A Day In The Life Of Flight Crew
What’s good about being a pilot and what you may not have considered . . .
Flying can be a very rewarding career, both financially and in terms of job satisfaction, but it is important to know both the ups and downs of the profession. It is also important to know what you are looking for in the career as this could significantly impact on the type of flying and airline you may set out to work for.
Flight crew undertake intensive and expensive training to develop a highly unique and perishable skill set. As a result, pilots are generally well paid, earning significantly above the average salary varying between around £30,000 to over £150,000 depending on seniority, aircraft and airline. The remuneration can vary considerably from company to company, but generally speaking low cost carriers tend to pay less than the flag carriers, and as one might expect, the bigger the aircraft and the further you go, the greater the pay.
Most airlines will offer excellent staff travel packages, with flag carriers typically offering 90% off their ticket prices for you and your family. The rosters are also generally good, offering more off days than your typical Monday to Friday 9-5 job, and better holiday allowances. The downside to this is that you may find yourself seldom having a free weekend; little or no summer leave and bank holidays are just another normal working day. Whilst this may seem minor to some, having to miss Christmas or family a members birthday celebration year after year can take its toll. Maintaining a normal social and family life can be a challenge as you may often find you have your time off when your friends are at work or your children at school.
There are of course many positives and negatives to the job in general terms across the industry. Being trusted to operate a state of the art multi-million pound aircraft along side healthy remuneration and the opportunity to travel are some of the obvious benefits. You get to see some truly fantastic sights from the air – sunrise at 35,000 feet is something you will never tire of.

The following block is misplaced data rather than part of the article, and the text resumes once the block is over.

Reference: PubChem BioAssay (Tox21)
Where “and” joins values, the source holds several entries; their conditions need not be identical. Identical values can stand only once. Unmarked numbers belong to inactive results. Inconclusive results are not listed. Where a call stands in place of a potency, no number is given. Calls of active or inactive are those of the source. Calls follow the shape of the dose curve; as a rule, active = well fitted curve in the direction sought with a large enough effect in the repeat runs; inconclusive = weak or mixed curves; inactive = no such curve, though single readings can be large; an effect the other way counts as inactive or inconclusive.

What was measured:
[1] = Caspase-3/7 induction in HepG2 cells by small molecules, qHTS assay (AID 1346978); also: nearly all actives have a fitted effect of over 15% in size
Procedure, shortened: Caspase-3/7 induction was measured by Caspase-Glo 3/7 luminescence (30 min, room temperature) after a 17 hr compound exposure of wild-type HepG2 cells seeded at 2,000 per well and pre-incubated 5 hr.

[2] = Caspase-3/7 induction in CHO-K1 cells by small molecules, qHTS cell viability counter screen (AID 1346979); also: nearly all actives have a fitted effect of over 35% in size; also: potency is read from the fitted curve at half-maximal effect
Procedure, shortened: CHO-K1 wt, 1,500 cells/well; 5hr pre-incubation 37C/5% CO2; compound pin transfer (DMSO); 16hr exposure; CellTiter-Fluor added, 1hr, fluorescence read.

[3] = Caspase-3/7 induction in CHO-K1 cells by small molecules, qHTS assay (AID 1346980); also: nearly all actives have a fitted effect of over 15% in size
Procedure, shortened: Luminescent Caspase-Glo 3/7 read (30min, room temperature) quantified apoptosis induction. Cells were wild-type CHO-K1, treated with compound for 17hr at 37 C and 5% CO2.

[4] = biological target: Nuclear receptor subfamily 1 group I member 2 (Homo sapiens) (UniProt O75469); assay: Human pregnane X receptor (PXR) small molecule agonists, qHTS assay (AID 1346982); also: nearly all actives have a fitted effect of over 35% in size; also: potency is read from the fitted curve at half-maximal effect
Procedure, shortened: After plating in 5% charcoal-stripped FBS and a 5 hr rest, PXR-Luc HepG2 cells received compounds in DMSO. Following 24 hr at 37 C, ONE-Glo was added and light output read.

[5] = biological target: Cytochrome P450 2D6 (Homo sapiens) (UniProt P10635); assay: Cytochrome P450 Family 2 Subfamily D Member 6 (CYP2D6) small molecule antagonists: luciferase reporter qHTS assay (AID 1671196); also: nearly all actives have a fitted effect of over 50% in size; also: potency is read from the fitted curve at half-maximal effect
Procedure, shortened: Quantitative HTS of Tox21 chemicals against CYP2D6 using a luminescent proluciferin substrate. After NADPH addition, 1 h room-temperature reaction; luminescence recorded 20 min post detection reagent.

Different airlines offer different opportunities. For example a well known European airline offers a 5 on 4 off roster at most of their bases, and there are no scheduled overnight stops. For some this can be great if you are at the base of your choice and want to be back home with your family every night, but can also be very challenging if you are based a long way from home and are commuting back and forth on your days off.
There are on going debates about the occupations impact on ones long term health. Having continuously changing body clock and regular jet lag (long haul pilots) whilst spending a lot of time at a pressure altitude of 8,000 feet can be very fatiguing. Other theories about contaminated cockpit air and cancer associated with solar radiation continue to circulate.
A typical day for an airline pilot can vary considerably. One day you may start work at 5 am and only work for 4 hours whilst other days you might start work at 12 pm work for 13 hours.
Short Haul Low Cost Pilots